Thursday, December 30, 2010

Mongol: The Rise of Genghis Khan (2007)

Every culture has its historical moments that matter a great deal to its members. The moments can be mythological: in the English-speaking world, millions care about the legend of Robin Hood and whether it reflects a historical reality.  It is hard to go broke making a movie about Robin Hood.

If the fall of the Tangut kingdom is your emotionally resonant moment in history, this is the movie for you.  A combination of Russians, Mongolians, Kazhaks,  and Germans have invested a lot of money and talent on the intuition that there are millions of moviegoers just like you.

Just in case you have never heard of the Tangut kingdom, this destruction, if you believe the movie, was the turning point in the early life of Genghis Khan. Its destruction begins and ends the movie; in between there is a rather curious account of the early years of the great conqueror, when he is repeatedly betrayed, defeated, robbed of all his meager wealth, and enslaved. The only positive elements in the story are his relationship with his wife, and his relationship with a blood brother who is not always on his side.  Oh, he is also faithful to the Mongol code, which other people give lip service to but ditch whenever it is convenient. Thus Temugin's (Genghis' ) rough early years. He plays by the rules, everybody else cheats. But don't worry, he will undoubtedly return in a later movie (if financing is available) to teach the Mongols law.  In the meantime, he looks soulful, and does not send away his wife, whom he chose when he was nine, even though there is a reasonable doubt about the paternity of her son. (She was kidnapped by his enemies and who knows what happened then.)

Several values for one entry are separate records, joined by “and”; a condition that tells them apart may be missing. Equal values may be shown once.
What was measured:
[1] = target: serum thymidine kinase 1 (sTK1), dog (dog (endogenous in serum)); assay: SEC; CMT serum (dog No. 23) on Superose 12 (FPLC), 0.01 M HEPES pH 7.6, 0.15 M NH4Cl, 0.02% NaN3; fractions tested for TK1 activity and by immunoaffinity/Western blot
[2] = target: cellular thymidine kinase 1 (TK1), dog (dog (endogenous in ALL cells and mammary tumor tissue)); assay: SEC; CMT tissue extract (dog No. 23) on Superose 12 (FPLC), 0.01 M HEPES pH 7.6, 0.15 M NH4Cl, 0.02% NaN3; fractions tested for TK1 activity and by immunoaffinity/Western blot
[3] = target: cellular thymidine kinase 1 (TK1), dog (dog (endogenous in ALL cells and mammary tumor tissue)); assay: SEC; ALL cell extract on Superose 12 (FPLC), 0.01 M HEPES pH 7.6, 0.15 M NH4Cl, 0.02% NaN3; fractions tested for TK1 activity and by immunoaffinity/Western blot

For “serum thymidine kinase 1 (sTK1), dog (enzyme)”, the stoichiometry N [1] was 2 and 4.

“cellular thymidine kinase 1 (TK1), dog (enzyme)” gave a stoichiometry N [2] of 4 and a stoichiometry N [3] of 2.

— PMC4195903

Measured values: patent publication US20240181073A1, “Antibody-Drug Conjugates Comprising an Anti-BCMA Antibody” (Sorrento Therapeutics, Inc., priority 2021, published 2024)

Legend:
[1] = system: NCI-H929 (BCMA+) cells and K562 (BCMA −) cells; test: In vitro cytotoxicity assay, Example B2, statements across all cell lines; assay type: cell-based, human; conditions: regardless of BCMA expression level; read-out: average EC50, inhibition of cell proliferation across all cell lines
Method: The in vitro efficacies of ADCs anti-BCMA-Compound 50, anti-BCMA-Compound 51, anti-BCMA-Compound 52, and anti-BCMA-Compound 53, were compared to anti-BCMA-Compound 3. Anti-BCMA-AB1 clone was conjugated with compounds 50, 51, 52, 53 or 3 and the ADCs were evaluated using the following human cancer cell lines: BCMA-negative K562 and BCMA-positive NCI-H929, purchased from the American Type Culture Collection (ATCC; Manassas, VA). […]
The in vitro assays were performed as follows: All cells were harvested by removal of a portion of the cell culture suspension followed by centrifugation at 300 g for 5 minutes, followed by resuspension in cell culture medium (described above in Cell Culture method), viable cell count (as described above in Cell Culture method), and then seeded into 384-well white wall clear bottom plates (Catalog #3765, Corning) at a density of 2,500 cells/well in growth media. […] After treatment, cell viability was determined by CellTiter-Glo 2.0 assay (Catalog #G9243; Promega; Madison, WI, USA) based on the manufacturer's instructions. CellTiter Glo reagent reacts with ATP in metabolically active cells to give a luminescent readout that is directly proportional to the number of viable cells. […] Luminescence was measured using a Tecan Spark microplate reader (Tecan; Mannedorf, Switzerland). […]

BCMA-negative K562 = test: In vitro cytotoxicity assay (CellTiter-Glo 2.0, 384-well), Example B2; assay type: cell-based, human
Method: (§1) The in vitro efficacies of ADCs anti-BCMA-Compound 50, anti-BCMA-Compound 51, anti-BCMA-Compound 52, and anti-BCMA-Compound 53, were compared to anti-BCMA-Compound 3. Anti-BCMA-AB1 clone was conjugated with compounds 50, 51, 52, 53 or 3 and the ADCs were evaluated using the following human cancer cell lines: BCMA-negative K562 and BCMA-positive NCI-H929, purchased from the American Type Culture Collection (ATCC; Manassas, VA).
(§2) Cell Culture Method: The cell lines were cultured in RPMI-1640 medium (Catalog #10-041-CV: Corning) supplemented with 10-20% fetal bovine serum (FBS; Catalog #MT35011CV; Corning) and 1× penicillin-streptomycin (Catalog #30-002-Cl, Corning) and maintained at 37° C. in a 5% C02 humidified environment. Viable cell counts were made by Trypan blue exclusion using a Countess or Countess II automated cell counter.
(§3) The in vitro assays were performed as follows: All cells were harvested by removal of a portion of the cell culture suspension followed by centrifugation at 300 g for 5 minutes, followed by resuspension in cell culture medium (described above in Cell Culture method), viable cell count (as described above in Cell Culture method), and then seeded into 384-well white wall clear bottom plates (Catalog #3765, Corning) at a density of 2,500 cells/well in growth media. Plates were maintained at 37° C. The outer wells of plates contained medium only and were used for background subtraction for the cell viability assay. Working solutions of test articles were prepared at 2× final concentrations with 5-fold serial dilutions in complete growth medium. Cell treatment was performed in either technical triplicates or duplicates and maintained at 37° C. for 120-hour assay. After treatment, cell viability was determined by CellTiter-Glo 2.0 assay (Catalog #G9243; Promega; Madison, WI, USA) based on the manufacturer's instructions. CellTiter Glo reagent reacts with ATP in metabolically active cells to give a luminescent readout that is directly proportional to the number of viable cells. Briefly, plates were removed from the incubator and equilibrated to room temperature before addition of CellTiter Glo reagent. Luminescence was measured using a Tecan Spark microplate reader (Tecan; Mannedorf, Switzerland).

A whole bunch of cultural buttons are being pushed here, but if you're not a Central Asian it's not exactly clear what they are.

This may come across as a negative review, but actually it is a well made movie. It's just not Robin Hood.   For the non-Central Asians among us, the most remarkable feature of the film may be the vast landscapes which fill the screen for the entire two hours.

 Images:  top, Temugin, played by the big Japanese star Tadanobu Asano;  bottom, the Tangut kingdom (Western Xia), shown in green.

1 comment:

  1. For my part, I will just say that I found this movie to be great! I was apprehensive at first about the subtitles, but it is so visually stunning and well made that after a few minutes I completely forgot the subtitles and was absorbed in the movie. If you are interested in the the horse culture of the time and area, while I can't say for sure, it seem to be pretty well represented, based on my limited knowledge.